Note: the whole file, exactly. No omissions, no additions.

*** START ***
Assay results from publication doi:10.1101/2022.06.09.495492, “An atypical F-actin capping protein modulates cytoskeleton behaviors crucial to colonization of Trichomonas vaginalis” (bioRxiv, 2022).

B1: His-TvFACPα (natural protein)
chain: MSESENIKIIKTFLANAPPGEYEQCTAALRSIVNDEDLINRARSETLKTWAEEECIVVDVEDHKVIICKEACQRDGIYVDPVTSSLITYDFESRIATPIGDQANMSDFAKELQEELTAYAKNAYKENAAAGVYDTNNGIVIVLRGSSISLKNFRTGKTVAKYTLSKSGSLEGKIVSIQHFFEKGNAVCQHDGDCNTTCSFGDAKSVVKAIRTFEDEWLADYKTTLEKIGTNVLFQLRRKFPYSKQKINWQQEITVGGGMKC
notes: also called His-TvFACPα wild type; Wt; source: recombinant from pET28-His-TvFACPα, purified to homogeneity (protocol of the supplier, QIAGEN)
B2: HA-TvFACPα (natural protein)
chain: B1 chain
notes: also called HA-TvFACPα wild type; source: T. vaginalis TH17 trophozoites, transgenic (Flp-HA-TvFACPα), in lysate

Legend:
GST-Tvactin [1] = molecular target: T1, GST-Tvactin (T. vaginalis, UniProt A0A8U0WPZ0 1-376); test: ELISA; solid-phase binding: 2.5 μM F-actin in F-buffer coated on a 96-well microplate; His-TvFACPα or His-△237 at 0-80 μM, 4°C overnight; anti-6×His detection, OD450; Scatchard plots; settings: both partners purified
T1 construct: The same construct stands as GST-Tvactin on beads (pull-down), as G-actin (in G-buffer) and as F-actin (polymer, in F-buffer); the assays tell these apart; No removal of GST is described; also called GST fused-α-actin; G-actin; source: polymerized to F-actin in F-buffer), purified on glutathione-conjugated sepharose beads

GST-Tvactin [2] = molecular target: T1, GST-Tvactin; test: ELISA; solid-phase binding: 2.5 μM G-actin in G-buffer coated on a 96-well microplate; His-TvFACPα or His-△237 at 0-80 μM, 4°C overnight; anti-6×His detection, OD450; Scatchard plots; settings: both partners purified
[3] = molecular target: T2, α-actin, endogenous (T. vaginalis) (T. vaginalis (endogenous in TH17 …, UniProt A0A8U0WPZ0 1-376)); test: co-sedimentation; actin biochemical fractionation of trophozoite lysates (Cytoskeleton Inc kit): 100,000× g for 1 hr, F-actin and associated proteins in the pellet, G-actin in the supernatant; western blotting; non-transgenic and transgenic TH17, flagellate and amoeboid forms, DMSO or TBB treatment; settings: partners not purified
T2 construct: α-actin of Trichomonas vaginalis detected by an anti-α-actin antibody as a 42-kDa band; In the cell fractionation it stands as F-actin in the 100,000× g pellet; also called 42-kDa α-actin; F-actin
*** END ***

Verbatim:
Assay results from publication doi:10.1101/2022.06.09.495492, “An atypical F-actin capping protein modulates cytoskeleton behaviors crucial to colonization of Trichomonas vaginalis” (bioRxiv, 2022).

B1: His-TvFACPα (natural protein)
chain: MSESENIKIIKTFLANAPPGEYEQCTAALRSIVNDEDLINRARSETLKTWAEEECIVVDVEDHKVIICKEACQRDGIYVDPVTSSLITYDFESRIATPIGDQANMSDFAKELQEELTAYAKNAYKENAAAGVYDTNNGIVIVLRGSSISLKNFRTGKTVAKYTLSKSGSLEGKIVSIQHFFEKGNAVCQHDGDCNTTCSFGDAKSVVKAIRTFEDEWLADYKTTLEKIGTNVLFQLRRKFPYSKQKINWQQEITVGGGMKC
notes: also called His-TvFACPα wild type; Wt; source: recombinant from pET28-His-TvFACPα, purified to homogeneity (protocol of the supplier, QIAGEN)
B2: HA-TvFACPα (natural protein)
chain: B1 chain
notes: also called HA-TvFACPα wild type; source: T. vaginalis TH17 trophozoites, transgenic (Flp-HA-TvFACPα), in lysate

Legend:
GST-Tvactin [1] = molecular target: T1, GST-Tvactin (T. vaginalis, UniProt A0A8U0WPZ0 1-376); test: ELISA; solid-phase binding: 2.5 μM F-actin in F-buffer coated on a 96-well microplate; His-TvFACPα or His-△237 at 0-80 μM, 4°C overnight; anti-6×His detection, OD450; Scatchard plots; settings: both partners purified
T1 construct: The same construct stands as GST-Tvactin on beads (pull-down), as G-actin (in G-buffer) and as F-actin (polymer, in F-buffer); the assays tell these apart; No removal of GST is described; also called GST fused-α-actin; G-actin; source: polymerized to F-actin in F-buffer), purified on glutathione-conjugated sepharose beads

GST-Tvactin [2] = molecular target: T1, GST-Tvactin; test: ELISA; solid-phase binding: 2.5 μM G-actin in G-buffer coated on a 96-well microplate; His-TvFACPα or His-△237 at 0-80 μM, 4°C overnight; anti-6×His detection, OD450; Scatchard plots; settings: both partners purified
[3] = molecular target: T2, α-actin, endogenous (T. vaginalis) (T. vaginalis (endogenous in TH17 …, UniProt A0A8U0WPZ0 1-376)); test: co-sedimentation; actin biochemical fractionation of trophozoite lysates (Cytoskeleton Inc kit): 100,000× g for 1 hr, F-actin and associated proteins in the pellet, G-actin in the supernatant; western blotting; non-transgenic and transgenic TH17, flagellate and amoeboid forms, DMSO or TBB treatment; settings: partners not purified
T2 construct: α-actin of Trichomonas vaginalis detected by an anti-α-actin antibody as a 42-kDa band; In the cell fractionation it stands as F-actin in the 100,000× g pellet; also called 42-kDa α-actin; F-actin